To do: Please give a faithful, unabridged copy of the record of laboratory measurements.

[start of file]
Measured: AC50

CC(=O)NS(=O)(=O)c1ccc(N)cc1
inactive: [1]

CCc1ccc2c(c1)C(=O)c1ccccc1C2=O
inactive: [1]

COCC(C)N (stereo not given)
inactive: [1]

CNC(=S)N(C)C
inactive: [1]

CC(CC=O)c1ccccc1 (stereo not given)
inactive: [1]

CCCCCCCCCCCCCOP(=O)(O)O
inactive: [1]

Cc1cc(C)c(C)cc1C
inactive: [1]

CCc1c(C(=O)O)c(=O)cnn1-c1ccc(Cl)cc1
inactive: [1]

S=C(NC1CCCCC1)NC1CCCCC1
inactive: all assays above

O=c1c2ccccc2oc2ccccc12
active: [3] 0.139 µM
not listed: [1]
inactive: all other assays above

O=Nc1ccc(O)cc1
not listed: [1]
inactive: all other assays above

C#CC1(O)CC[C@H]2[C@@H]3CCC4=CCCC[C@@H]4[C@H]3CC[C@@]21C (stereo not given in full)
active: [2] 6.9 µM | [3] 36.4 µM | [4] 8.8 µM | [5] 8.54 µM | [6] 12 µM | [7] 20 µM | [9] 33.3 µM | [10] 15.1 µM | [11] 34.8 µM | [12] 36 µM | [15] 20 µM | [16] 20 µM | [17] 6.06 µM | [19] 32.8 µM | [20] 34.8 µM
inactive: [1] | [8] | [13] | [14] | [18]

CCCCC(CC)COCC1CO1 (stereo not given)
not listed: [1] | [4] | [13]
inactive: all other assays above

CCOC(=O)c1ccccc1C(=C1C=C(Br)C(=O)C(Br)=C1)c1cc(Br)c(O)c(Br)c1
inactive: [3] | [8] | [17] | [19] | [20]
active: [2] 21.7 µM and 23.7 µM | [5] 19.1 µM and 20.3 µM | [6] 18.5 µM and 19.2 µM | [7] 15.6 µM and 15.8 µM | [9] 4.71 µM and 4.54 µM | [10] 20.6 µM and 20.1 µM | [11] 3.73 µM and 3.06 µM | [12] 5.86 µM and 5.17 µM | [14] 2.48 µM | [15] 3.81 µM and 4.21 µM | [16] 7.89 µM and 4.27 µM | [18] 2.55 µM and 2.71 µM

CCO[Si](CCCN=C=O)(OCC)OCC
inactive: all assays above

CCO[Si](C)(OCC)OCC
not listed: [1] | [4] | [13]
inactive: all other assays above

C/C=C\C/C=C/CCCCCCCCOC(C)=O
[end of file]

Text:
Measured: AC50

CC(=O)NS(=O)(=O)c1ccc(N)cc1
inactive: [1]

CCc1ccc2c(c1)C(=O)c1ccccc1C2=O
inactive: [1]

COCC(C)N (stereo not given)
inactive: [1]

CNC(=S)N(C)C
inactive: [1]

CC(CC=O)c1ccccc1 (stereo not given)
inactive: [1]

CCCCCCCCCCCCCOP(=O)(O)O
inactive: [1]

Cc1cc(C)c(C)cc1C
inactive: [1]

CCc1c(C(=O)O)c(=O)cnn1-c1ccc(Cl)cc1
inactive: [1]

S=C(NC1CCCCC1)NC1CCCCC1
inactive: all assays above

O=c1c2ccccc2oc2ccccc12
active: [3] 0.139 µM
not listed: [1]
inactive: all other assays above

O=Nc1ccc(O)cc1
not listed: [1]
inactive: all other assays above

C#CC1(O)CC[C@H]2[C@@H]3CCC4=CCCC[C@@H]4[C@H]3CC[C@@]21C (stereo not given in full)
active: [2] 6.9 µM | [3] 36.4 µM | [4] 8.8 µM | [5] 8.54 µM | [6] 12 µM | [7] 20 µM | [9] 33.3 µM | [10] 15.1 µM | [11] 34.8 µM | [12] 36 µM | [15] 20 µM | [16] 20 µM | [17] 6.06 µM | [19] 32.8 µM | [20] 34.8 µM
inactive: [1] | [8] | [13] | [14] | [18]

CCCCC(CC)COCC1CO1 (stereo not given)
not listed: [1] | [4] | [13]
inactive: all other assays above

CCOC(=O)c1ccccc1C(=C1C=C(Br)C(=O)C(Br)=C1)c1cc(Br)c(O)c(Br)c1
inactive: [3] | [8] | [17] | [19] | [20]
active: [2] 21.7 µM and 23.7 µM | [5] 19.1 µM and 20.3 µM | [6] 18.5 µM and 19.2 µM | [7] 15.6 µM and 15.8 µM | [9] 4.71 µM and 4.54 µM | [10] 20.6 µM and 20.1 µM | [11] 3.73 µM and 3.06 µM | [12] 5.86 µM and 5.17 µM | [14] 2.48 µM | [15] 3.81 µM and 4.21 µM | [16] 7.89 µM and 4.27 µM | [18] 2.55 µM and 2.71 µM

CCO[Si](CCCN=C=O)(OCC)OCC
inactive: all assays above

CCO[Si](C)(OCC)OCC
not listed: [1] | [4] | [13]
inactive: all other assays above

C/C=C\C/C=C/CCCCCCCCOC(C)=O